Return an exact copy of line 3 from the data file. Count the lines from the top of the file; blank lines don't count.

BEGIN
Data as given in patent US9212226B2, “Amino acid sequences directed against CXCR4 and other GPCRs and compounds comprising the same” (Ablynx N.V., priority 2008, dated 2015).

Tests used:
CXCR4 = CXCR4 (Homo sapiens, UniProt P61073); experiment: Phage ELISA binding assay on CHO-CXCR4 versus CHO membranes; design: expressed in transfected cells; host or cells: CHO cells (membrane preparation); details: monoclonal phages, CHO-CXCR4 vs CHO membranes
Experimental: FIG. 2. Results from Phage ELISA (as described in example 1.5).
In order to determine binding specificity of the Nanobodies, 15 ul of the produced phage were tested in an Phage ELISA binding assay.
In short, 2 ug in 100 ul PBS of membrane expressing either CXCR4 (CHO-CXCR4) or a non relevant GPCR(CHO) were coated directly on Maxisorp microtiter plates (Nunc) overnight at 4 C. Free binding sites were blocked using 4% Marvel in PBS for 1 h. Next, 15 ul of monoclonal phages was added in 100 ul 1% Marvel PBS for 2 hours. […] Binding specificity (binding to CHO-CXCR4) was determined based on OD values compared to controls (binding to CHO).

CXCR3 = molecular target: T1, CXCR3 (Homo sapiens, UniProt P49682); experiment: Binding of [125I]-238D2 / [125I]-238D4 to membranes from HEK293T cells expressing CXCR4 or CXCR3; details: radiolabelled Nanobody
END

CXCR4 = CXCR4 (Homo sapiens, UniProt P61073); experiment: Phage ELISA binding assay on CHO-CXCR4 versus CHO membranes; design: expressed in transfected cells; host or cells: CHO cells (membrane preparation); details: monoclonal phages, CHO-CXCR4 vs CHO membranes